Viper’s fangs are so deadly because of angle of their tip

A viper’s fangs are so deadly because of the angle of the tip, according to new research.

It is the distinctive shape that delivers the massive dose of venom – rather than the staggering size, say scientists.

Measuring up to two inches, they are the longest fangs of any snake – and among the most lethal.

Now scientists have discovered the physical characteristics that make them so sharp they can puncture skin with the efficiency of a hypodermic needle.


Yellow poison produced in glands behind the snake’s eyes is pumped down a duct to the fangs – and then administered to its victim, sometimes with fatal consequences.

Dr Stephanie Crofts, of the University of Illinois in the US, said: “The narrowness of the tip angle is what is really important.

“I found that a little surprising, because most measures of sharpness focus on the roundedness of the tip. That does come into play, but it is secondary to that overall angle.”

Around five million snake bites occur each year – with up to around 140,000 proving fatal. The World Health Organisation (WHO) says it is a “global health priority.”

Many attacks involve vipers. These include rattlesnakes, cottonmouths, copperheads, the Gaboon viper, green vipers, horned vipers and adders – the only snake found in Britain.

From blindness to amputations, hundreds of thousands of people are left with permanent disability. The WHO describes such cases as among the most neglected tropical diseases.

Vipers grow up to eleven feet long and can weigh nearly 50lbs. Dr Croft’s team used a scanning technique called electron micrography on 28 fangs from a variety of species.


These included specimens from the pit viper, the Gaboon viper and the rattlesnake leant by the Field Museum of Chicago.

Studies by the same team have previously shown how biological structures such as cactus spines and mantis shrimp appendages puncture living tissue. It is the first analysis of its kind on viper fangs.

Dr Crofts, whose findings were published in the Royal Society journal Biology Letters, said: “Like most venomous snakes, vipers have fangs that function primarily as hypodermic needles.

“But vipers – a group that includes rattlesnakes, asps and puff adders – tend to have hinged jaws that fold the fangs up into their mouths for storage.”

Co author Professor Philip Anderson, who is based in the same lab, said viper fangs are smooth and efficient.

He said: “They typically don’t have to hold on very long. They sink their fangs in and out, and they are done.”

In particular, the researchers wanted to know which characteristics of the fangs made them good at puncturing.

Dr Crofts said: “The question was, how do we measure sharpness? Intuitively we think we know what is sharp and what isn’t, but in biology, we have to measure specific morphological traits.”

For each fang, they measured the angle of the tip – in other words, was it wide or narrow – along with how rounded it was, and its surface area.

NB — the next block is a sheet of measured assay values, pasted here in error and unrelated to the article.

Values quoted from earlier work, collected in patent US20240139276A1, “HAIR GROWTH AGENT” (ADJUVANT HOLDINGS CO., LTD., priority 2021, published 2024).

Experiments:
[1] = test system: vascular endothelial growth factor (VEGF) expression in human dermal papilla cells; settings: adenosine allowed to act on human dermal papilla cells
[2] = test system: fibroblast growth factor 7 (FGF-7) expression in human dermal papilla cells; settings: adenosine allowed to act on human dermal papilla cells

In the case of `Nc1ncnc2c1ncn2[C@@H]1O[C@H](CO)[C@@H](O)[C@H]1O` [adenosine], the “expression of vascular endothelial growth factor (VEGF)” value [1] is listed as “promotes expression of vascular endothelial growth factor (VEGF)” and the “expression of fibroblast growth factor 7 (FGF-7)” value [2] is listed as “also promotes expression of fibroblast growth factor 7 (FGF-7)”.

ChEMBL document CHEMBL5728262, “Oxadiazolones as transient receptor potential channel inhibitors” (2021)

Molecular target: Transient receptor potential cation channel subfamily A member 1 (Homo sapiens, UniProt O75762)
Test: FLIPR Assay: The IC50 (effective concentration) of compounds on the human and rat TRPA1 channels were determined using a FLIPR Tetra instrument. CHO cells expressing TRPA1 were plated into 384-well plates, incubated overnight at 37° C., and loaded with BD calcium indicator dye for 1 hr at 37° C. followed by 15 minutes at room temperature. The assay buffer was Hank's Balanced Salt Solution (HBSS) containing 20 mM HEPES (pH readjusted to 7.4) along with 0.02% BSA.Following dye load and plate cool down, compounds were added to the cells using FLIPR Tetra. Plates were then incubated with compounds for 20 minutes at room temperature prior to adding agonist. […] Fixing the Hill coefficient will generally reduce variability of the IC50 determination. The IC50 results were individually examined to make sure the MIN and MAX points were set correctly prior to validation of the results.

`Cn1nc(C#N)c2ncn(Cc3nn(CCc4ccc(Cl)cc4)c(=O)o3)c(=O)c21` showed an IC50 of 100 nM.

They mounted it to a machine that can apply and measure the force required to puncture something – in this case, cubes of ballistics gel of uniform size and density.

Mechanical engineers also manufactured a series of metal punches with varying tip angles, degrees of bluntness and surface areas. This enabled the team to also test those, using the same methods.

Dr Crofts said: “With the punches, we could very tightly control the different parameters. It was a way of isolating those different metrics.”

The experiments revealed that the angle of a fang’s tip contributed the most to sharpness.

Even a narrow fang with a rounded tip tended to perform better than a wider one that was intact – not rounded or dulled – at its end.

Prof Anderson added: “This study tells us what aspect of shape to measure when we want to measure sharpness.

“Whether we are looking at biological systems or other systems, the tip angle appears to be the primary factor driving sharpness.”

Vipers are found all over the world. They live in mountains, rainforests, fields and deserts. All are venomous and have long, hinged fangs. The most dangerous are in the tropics, especially South America and Africa.

Those in colder, northern climates, such as the black or European adder, have more moderate venom.

They range widely in size, but are generally stocky with short tails. The longest is the South American Bushmaster which grows to more than 11 feet.

They are known for their extreme fangs which are long, hollow, hinged and rotatable. These fangs connect to venom glands located behind the eyes at the back upper part of the jaw.

Venom travels down through the follow teeth to be injected into prey as the viper bites.

Their mouths can open nearly 180 degrees so the ability to rotate their fangs within that space is an advantage.

When not in use, the fangs fold up and lie against the roof of the snake’s mouth. This allows their fangs to grow so long.

Generally, vipers are nocturnal. They often appear sluggish compared to other snakes.

This is because many rely on their camouflage for protection rather than their ability to move quickly. They are more inclined to blend in with the surrounding brush, rocks or ground cover when being approached by a predator than to slither away.

Nevertheless, vipers have a speedy strike. For example, Africa’s puff adder can strike at a speed of a quarter of a second.

Prey includes small mammals, birds, lizards and eggs. When their prey is dead, they swallow it whole.

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